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Cover 3: Previewing the NFL Combine

In this edition of "Cover 3" on, we discuss what to look for this week at the NFL Combine in Indianapolis.

JOHN SCHMEELK: What I really want to see at the combine is the stuff I can't see. The best source of additional information in the evaluation process are the physical exams and personal interviews, and those are the things that fans and the media can't access in Indianapolis. Game tape is the greatest factor in evaluating prospects. The combine interviews and medicals allow teams to complete their profile of the player with important off the field information.

In terms of what the media gets to see at the combine, I'm looking forward to standing up close to these players as they do their media availabilities to get a feel for their body types. It's one thing seeing these players on tape, but it is another seeing their build, so it's easy to compare their physical stature to other players I've seen succeed at their position at the NFL level. The events I find myself gravitating to more and more are the three-cone and short-shuttle. The 40-yard dash is absolutely important and is an indicator of athleticism, but the NFL is a change of direction league. The ability of players to start, stop, change direction and then burst is what gives wide receivers separation, running backs the ability to make people miss, and cornerbacks the skillset to blanket opposing receivers.

DAN SALOMONE: Don't forget Dave Gettleman and Pat Shurmur will give a State of the Giants address on Wednesday morning. General managers and coaches from all 32 teams typically speak in Indianapolis and while "loose lips sink ships" is the prevailing approach this time of the year, you do occasionally get some real news. Whether it is specifically about the Giants or something around the league, we will see. Neither Gettleman nor Shurmur will outright say which prospects the team has an eye on, but you do get some insight into their thinking. And then you can connect some dots.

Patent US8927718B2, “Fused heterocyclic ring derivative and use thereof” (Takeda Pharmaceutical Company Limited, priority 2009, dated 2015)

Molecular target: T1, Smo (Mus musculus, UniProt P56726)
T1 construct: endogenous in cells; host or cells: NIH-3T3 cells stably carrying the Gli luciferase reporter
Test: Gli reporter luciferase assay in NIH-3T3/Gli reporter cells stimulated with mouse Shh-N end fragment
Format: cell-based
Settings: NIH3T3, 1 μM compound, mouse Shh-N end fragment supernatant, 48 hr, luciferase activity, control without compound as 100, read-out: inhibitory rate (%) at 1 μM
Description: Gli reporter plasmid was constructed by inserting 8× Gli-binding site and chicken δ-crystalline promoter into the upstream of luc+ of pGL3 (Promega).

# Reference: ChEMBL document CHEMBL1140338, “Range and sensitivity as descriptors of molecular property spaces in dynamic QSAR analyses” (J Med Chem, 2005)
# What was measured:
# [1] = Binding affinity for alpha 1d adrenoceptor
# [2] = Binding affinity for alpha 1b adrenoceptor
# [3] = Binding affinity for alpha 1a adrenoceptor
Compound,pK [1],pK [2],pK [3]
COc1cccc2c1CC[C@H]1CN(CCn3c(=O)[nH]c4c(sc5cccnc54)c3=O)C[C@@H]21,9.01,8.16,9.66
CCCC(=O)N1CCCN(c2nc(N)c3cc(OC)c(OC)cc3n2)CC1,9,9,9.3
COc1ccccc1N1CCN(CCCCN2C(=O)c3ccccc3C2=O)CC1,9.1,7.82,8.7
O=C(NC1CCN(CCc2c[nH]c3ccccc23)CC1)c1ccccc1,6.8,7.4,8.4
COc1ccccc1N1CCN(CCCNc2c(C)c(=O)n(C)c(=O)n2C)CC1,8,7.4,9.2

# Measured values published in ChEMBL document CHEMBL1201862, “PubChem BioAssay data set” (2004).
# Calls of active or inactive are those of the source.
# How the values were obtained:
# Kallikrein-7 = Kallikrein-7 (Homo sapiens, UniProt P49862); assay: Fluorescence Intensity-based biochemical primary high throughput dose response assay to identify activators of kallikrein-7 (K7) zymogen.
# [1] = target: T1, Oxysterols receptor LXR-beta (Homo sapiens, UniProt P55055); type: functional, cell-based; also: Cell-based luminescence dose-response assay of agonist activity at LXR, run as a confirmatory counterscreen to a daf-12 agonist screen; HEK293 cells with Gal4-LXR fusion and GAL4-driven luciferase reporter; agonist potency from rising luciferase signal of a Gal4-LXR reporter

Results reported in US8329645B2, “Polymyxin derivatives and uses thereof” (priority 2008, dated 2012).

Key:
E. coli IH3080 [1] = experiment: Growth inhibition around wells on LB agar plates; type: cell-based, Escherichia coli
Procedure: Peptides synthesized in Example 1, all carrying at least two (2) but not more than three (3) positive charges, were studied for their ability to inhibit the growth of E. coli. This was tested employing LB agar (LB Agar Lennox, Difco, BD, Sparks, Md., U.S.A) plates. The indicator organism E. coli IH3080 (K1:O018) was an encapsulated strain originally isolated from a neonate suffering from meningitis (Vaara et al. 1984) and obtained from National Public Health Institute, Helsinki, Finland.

For example, Gettleman spoke last year about the "gold jacket" test when you're picking so high in the draft and how he finds the whole myth of devaluing running backs comical. He also spoke about the importance of the interior on both the offensive and defensive lines. And what did the Giants do in the first three rounds? They drafted running back Saquon Barkley, guard Will Hernandez, and defensive tackle B.J. Hill. Funny how that works.

You also have to remember that free agency is right around the corner. It opens with the official start to the league year on March 13. The deadline for clubs to apply franchise or transition tags is March 5, the day after the league wraps up in Indianapolis. What you see on NFL Network this week is only the tip of the iceberg of what really goes on at the NFL Combine.

LANCE MEDOW: The combine is a complementary piece to the player's resume, which was composed during the season. A few days of workouts shouldn't trump a much bigger sample size of work from games, especially since players don't wear any pads during the combine. I look for players who showcase versatility in the workouts. It's not about just wowing everyone in the marquee event (40-yard dash) but also whether they're successful during various drills. You want to find well-rounded players, not an individual who just flashes in one area. It's also important to see that their production during drills, without pads or helmets, complements or even surpasses what they have accomplished on the field. For example, if a player showcases great speed in games, you expect to see that reflected in the 40-yard dash, or if a player appears to have impressive ups, then that should also show up in the vertical jump.

To me, the most important facet of the combine is what you actually don't see on television. That's what takes place in the face-to-face meetings with team executives. More often than not, you learn a lot about a player off the field more so than what happens between the lines. The mental side of football is just as key as the physical aspects. How a player reacts to schemes and understands the X's and O's of football is the biggest takeaway from the combine, not necessarily the stats he posts during a few workouts. analyst Bucky Brooks unveiled his first position rankings for the 2019 NFL Draft.

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